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Brachial Plexus Injury

Brachial Plexus Injury Causes

Most cases of brachial plexus injuries are those that are brought about by collisions in contact sports like football. Damage to the nerves in the brachial plexus can occur during childbirth when force is used to pull the baby stuck within the birth canal. Trauma due to vehicular accidents or wounds inflicted by bullet or knife can also bring damage to nerves in the brachial plexus.

Brachial Plexus Injury Definition

Results when nerves connecting the arm and spinal cord get stretched and torn when the shoulder is pressed down forcefully while the head is pushed up away from the shoulder.

Brachial Plexus Injury Diagnosis

Electromyography verifies the health of the nerves serving the muscle. Nerve conduction studies involve the use of patch-like electrode evaluates impulses conducted through a nerve. Magnetic Resonance Imaging and Computerized Tomography Myelography provides a detailed picture of nerve roots and spinal cord.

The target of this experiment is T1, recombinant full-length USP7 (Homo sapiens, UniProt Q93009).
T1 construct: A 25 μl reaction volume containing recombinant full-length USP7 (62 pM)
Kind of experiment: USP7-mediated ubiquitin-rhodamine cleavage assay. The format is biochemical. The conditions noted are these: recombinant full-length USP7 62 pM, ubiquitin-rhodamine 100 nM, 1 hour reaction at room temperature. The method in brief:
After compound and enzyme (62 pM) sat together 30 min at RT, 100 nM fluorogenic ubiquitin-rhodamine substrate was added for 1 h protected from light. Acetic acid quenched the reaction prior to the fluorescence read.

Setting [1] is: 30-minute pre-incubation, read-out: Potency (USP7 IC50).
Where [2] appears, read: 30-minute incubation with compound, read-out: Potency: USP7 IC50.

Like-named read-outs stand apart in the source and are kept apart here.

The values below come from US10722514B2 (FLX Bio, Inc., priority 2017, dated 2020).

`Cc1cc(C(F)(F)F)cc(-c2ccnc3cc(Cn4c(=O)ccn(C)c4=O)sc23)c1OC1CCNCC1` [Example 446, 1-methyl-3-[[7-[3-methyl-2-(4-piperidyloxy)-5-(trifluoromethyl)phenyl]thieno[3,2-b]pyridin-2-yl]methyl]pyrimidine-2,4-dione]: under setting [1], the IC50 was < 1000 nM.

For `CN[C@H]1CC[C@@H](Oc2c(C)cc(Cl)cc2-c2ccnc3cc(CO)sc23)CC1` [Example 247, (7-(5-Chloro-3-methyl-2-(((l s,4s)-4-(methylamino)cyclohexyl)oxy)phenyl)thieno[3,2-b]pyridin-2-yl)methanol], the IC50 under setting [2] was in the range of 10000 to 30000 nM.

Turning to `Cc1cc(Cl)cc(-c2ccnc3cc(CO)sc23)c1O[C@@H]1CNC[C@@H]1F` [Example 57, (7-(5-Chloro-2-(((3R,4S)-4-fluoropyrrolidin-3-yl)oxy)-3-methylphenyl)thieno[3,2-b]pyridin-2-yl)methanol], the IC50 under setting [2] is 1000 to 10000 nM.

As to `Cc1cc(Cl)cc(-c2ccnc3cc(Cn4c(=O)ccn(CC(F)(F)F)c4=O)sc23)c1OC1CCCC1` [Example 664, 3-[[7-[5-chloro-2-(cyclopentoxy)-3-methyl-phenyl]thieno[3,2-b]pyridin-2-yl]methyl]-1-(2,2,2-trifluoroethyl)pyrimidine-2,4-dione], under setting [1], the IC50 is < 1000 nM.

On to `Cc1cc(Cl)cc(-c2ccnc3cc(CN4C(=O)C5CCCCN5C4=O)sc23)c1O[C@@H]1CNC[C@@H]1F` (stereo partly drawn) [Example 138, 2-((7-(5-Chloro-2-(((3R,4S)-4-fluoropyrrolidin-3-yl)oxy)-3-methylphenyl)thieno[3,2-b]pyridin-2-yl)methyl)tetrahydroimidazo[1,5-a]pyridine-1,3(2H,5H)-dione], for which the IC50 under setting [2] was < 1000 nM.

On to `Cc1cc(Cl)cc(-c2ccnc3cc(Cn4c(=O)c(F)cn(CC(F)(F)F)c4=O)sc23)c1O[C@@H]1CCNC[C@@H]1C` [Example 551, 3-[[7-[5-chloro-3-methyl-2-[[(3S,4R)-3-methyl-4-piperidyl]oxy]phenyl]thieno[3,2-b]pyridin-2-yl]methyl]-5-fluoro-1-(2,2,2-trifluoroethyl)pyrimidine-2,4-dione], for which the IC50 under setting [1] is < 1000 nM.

Brachial Plexus Injury Symptoms and Signs

Sensation similar to electric shock or burning sensation suddenly jolts in the arm. This is often followed by numbness and weakness usually lasting for a few minutes. In severe cases, complete absence of motor and sensory function of the arm and terrible pain.

Brachial Plexus Injury Treatment

Nerve graft involves replacing the damaged part of the brachial plexus with nerve sections cut from other parts of the body. Nerve transfer involves attaching less significant nerves still intact to the spinal cord to the detached nerve. Medications that have a pain-control effect are often beneficial part of the treatment plan.

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